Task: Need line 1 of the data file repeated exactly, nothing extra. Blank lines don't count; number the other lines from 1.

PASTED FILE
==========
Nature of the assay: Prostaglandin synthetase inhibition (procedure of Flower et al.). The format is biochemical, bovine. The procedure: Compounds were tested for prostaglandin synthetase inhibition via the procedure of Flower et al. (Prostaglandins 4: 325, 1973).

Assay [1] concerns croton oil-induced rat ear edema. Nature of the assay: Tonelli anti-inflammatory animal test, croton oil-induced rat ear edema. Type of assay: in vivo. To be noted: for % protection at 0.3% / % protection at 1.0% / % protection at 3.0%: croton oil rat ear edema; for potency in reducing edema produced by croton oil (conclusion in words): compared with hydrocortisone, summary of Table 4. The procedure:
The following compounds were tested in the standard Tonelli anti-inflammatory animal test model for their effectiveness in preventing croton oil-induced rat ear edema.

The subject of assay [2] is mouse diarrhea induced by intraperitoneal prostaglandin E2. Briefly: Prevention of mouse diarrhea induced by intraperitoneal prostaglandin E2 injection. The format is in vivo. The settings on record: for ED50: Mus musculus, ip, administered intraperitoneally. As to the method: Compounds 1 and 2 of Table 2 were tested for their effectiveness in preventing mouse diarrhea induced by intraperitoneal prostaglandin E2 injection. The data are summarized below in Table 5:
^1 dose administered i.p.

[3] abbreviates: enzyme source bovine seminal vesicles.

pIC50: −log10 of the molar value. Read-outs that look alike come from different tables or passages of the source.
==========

Nature of the assay: Prostaglandin synthetase inhibition (procedure of Flower et al.). The format is biochemical, bovine. The procedure: Compounds were tested for prostaglandin synthetase inhibition via the procedure of Flower et al. (Prostaglandins 4: 325, 1973).